Friday, June 18, 2010

What!? A salient comment!

In the little tête-à-tête over Alan Mutter on my previous blog post I enjoyed a little verbal sparring and was particularly pleased when an anonymous poster (I should outlaw anonymity on my own blog, but that's another issue for another day) submitted this delightfully salient comment:
"Talk is cheap and digital typing is even cheaper. The most constructive digital Chicken Little would be one who seeks out the best practices in the industry -- the ideas that are working. Yes, newspapers are on their way out in the long run. But journalism will live on. That should be the focus, rather than useless "woe is me" hand-wringing. Don't we understand that we're scaring away a whole generation of potential young journalists? And the digital detractors have blurred the difference between the structural problems of newspapers and the deep-deep recession. Amateurs"
While I may take issue with the statement that "newspapers are on their way out in the long run," (he certainly could be right, but I think newspapers have a long way to go before they're done), the writer puts his or her finger on my own frustrations over the digital/print debate among journalists, including:
  • All of us should be focusing on "seeking out the best practices in the industry -- ideas that are working." Too many, unfortunately, take the easy way out and resort to name-calling (oh, how it hurts to be called a "dinosaur") and self-righteous nose-thumbing.
  • " ... the digital detractors have blurred the difference between the structural problems of newspapers and the deep-deep recession." How is it that so few observers and members of the news business have missed this -- we're in the middle of the worst recession in three generations. While newspapers have systemic issues that need solving, a healthy economy would be a good start toward recovery.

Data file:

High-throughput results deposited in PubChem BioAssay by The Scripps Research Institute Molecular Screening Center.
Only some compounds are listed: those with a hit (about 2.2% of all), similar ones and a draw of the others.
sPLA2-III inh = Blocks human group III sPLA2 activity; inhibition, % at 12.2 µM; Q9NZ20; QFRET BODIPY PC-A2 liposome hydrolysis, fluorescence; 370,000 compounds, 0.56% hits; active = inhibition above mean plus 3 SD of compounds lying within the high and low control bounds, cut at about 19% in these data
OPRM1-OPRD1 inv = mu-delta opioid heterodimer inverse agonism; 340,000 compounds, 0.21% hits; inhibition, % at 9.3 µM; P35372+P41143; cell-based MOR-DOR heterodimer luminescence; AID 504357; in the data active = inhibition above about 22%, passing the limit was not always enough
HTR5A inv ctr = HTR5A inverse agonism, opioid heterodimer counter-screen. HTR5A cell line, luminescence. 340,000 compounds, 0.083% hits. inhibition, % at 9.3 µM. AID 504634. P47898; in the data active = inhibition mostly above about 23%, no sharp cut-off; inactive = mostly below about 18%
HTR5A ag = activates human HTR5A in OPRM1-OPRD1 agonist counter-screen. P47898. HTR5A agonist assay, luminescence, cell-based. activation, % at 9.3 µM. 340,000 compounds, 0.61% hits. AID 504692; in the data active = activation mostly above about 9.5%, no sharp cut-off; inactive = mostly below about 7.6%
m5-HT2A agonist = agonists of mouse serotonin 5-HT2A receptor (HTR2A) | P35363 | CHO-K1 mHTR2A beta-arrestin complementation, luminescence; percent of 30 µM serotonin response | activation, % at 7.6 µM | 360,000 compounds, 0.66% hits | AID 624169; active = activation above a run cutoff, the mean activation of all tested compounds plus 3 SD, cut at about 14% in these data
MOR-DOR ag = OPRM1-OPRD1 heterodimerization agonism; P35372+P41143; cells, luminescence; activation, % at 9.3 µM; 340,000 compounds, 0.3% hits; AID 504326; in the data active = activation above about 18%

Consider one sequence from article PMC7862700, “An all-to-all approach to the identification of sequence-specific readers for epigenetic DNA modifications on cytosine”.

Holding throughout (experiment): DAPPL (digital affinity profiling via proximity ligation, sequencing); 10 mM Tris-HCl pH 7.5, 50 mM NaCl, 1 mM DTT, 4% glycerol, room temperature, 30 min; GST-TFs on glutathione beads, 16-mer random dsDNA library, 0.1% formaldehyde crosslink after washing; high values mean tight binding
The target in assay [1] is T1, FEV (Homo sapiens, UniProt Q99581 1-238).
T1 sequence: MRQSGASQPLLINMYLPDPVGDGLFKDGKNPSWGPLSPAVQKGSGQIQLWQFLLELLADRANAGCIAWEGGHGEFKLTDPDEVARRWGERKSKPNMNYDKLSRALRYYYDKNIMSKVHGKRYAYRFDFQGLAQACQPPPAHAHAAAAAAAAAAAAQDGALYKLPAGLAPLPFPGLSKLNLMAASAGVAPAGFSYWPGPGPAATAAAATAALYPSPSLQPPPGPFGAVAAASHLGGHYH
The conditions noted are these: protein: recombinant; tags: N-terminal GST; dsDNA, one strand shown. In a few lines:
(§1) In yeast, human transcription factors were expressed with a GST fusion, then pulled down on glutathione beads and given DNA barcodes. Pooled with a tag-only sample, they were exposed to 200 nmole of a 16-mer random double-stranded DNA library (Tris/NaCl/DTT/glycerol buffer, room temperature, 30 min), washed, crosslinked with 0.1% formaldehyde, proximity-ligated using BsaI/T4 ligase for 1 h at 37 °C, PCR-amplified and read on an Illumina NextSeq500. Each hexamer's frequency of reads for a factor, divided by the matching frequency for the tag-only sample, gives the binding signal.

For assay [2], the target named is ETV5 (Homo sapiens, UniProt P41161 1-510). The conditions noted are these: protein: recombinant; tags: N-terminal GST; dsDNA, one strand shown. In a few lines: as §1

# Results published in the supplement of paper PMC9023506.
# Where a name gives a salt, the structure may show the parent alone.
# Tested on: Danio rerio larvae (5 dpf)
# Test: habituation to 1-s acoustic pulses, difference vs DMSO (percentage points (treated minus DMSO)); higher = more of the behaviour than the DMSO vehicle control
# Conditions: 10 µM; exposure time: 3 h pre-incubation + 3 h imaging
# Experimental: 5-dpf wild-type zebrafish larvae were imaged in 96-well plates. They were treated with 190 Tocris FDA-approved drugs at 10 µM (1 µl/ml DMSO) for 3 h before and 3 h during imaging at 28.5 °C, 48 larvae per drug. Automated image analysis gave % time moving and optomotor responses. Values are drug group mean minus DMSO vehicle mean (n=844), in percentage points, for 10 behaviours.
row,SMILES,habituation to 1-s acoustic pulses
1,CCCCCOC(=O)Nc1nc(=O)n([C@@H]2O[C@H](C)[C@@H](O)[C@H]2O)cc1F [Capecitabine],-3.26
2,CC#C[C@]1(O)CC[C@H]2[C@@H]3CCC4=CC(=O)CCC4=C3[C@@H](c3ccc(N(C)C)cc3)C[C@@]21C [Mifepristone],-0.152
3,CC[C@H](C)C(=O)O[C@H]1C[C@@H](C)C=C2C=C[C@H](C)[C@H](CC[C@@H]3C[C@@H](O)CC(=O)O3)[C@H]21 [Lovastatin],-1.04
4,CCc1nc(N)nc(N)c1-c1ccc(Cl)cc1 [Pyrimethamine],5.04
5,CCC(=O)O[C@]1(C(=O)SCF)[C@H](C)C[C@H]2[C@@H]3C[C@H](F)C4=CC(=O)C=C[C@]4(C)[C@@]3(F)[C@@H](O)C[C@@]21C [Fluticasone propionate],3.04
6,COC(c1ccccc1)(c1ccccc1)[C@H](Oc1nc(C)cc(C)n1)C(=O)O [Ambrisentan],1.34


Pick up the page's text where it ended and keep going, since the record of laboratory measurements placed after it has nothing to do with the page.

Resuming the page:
Just in case it comes up again and I need a place to copy and paste a simple recipe for building a new sustainable business model for newspapers, here goes:

1. Differentiate yourself from all competitors by producing great local journalism and all the other stuff that makes up the fiber of a good local newspapers: calendars, letters to the editor, obituaries, anniversaries, sports scores, corporate engagement, dialog with readers and the community, choices for consumers between high-quality printing and a high-quality web site, adherence to ethical standards, and an unflinching focus on relevant and compelling reporting, writing and design.

2. Ask a fair price for this product, whether it's delivered in print or online.

3. Experiment, assess, adopt or discard, repeat.

4. Hire well, set clear expectations, pay attention to everything going on everywhere, have a plan that is subject to constant revision, and make regular, small changes that result in revolutionary change over time.

5. Meanwhile, ya gotta bring in more money than you spend.

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